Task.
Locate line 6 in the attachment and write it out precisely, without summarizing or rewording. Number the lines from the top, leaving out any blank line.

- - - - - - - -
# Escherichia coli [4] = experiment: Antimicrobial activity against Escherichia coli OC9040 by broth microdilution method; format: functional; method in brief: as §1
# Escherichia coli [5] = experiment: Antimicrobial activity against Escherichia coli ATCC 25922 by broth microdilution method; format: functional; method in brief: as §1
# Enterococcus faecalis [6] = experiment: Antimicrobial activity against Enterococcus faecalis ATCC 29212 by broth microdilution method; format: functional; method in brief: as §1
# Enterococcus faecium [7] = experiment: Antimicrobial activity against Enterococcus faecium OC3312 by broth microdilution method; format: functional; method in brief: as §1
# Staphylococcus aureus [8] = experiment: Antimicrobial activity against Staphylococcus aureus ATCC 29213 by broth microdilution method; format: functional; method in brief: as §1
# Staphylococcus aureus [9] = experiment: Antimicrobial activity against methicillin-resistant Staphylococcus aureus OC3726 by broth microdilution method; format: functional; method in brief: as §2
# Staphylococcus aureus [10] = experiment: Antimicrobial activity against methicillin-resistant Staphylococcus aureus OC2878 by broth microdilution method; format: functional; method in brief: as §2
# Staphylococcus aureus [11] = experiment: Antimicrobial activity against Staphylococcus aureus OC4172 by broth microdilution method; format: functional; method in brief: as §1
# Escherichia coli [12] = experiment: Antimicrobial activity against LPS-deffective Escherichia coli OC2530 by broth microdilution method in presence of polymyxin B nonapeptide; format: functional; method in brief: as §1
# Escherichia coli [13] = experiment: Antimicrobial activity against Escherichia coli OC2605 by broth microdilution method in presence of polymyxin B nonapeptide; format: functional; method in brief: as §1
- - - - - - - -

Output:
# Staphylococcus aureus [9] = experiment: Antimicrobial activity against methicillin-resistant Staphylococcus aureus OC3726 by broth microdilution method; format: functional; method in brief: as §2